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When Selling Jam Is Not Enough

Auckland city Council - City Scene

The St Joseph's Hospice at Mercy Hospital, Epsom is selling jam to make ends meet.

Auckland's mayor, Chris Fletcher, says she sympathises with the Hospice's plight.

"Aucklanders generally need be made more aware of this valuable community service and where possible provide financial help so that this important facility provided by St Joseph’s is able to continue.

"It would be great if the Health Funding Authority and the community could dig deep and increase their contribution. The Hospice has a daily operational deficit of $3,636 a day and has to rely on fund raising, donations and bequests to make ends meet.

"I urge all Aucklanders to help where they can. There is always something most of us can do."

The Hospice was established in 1979 by the Sisters of Mercy to care for those with terminal cancer in the greater Auckland area, irrespective of their religion. It provides free expert care in the areas of symptom control and counselling, together with spiritual and bereavement support and respite for their caregivers. A vital component of this service is a 24-hour on call facility to assist those who elect to spend the latter part of life at home. Each day the Hospice cares for more than 150 people, both in their homes and at its 15 bed inpatient unit. Over 40 percent of the patients the hospice cares for each year are under 60 and facilities are also available for children.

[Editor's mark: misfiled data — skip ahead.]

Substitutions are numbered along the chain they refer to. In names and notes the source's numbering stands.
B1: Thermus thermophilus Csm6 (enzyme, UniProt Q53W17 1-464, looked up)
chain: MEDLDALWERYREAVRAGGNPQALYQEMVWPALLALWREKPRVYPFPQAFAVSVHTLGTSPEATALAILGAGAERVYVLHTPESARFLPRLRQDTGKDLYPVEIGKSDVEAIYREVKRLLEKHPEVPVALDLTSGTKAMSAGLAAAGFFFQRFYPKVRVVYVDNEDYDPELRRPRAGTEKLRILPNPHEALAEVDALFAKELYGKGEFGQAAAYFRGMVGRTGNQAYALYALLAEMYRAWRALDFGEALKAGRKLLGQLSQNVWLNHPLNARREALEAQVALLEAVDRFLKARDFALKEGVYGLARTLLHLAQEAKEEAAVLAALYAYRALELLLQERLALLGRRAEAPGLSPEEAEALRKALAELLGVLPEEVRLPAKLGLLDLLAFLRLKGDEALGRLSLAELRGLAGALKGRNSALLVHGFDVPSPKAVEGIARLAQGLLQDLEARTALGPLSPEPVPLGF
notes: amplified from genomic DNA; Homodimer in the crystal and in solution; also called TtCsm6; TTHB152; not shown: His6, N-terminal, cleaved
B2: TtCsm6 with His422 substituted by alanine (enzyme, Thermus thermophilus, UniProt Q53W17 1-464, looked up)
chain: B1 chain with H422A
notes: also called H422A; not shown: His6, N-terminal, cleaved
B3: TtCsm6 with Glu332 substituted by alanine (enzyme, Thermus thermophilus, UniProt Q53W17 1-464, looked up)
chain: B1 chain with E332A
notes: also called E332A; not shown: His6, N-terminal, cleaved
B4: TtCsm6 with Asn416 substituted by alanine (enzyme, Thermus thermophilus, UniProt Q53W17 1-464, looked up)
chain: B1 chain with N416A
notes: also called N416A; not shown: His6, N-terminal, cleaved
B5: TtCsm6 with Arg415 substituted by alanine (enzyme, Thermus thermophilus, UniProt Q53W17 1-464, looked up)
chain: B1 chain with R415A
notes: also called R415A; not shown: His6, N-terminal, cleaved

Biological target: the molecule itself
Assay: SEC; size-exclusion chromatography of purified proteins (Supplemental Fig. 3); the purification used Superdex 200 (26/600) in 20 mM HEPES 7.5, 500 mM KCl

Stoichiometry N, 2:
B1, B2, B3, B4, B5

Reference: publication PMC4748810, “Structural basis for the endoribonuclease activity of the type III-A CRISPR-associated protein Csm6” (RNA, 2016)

The Health Funding Authority contributes 52 percent of the operational costs to the Hospice, however, it is facing a funding shortfall and is having to bolster funds from donations. The government is unable to give any assurance or expectation that they will increase their contribution in the short term, so the Hospice is reliant on alternate funding.

"We are most grateful and would like to acknowledge the support of individuals, including the dedicated jam makers," says Tony Duncan, CEO of Mercy Hospital. "We depend on service clubs, businesses, community groups, philanthropic trusts and the hospital's community benefit commitment to meet this funding shortfall. We would not be able to function effectively or provide the range of services we do without the support of 130 volunteers who complement the work of our professional staff."

"This is our 20th year of providing a quality service in a unique partnership with the people of Auckland and we are committed and will continue to assist in the well being, comfort and dignity of those with terminal cancer."

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